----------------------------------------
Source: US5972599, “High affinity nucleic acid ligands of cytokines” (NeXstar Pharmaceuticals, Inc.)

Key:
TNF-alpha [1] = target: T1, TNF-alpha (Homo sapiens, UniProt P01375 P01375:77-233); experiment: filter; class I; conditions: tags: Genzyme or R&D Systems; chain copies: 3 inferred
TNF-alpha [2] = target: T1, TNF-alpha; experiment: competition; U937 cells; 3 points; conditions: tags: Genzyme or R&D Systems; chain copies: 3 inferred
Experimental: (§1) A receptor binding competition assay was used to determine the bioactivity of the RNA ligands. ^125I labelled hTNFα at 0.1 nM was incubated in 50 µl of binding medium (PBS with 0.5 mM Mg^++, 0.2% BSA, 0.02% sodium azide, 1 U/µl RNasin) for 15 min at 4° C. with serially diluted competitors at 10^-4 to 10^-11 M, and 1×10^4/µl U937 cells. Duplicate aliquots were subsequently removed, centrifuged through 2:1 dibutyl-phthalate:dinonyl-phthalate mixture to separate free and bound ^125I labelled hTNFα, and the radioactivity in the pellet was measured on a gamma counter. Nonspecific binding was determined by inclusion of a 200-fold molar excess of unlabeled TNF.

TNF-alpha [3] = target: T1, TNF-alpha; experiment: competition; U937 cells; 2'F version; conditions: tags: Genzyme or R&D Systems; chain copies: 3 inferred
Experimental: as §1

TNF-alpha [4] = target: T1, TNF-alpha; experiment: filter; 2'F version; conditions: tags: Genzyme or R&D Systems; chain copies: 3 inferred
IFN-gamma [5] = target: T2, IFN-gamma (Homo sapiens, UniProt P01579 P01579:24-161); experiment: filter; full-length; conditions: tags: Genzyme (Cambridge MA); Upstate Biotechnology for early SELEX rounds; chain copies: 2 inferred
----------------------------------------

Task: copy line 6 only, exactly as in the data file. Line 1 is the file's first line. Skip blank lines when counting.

TNF-alpha [3] = target: T1, TNF-alpha; experiment: competition; U937 cells; 2'F version; conditions: tags: Genzyme or R&D Systems; chain copies: 3 inferred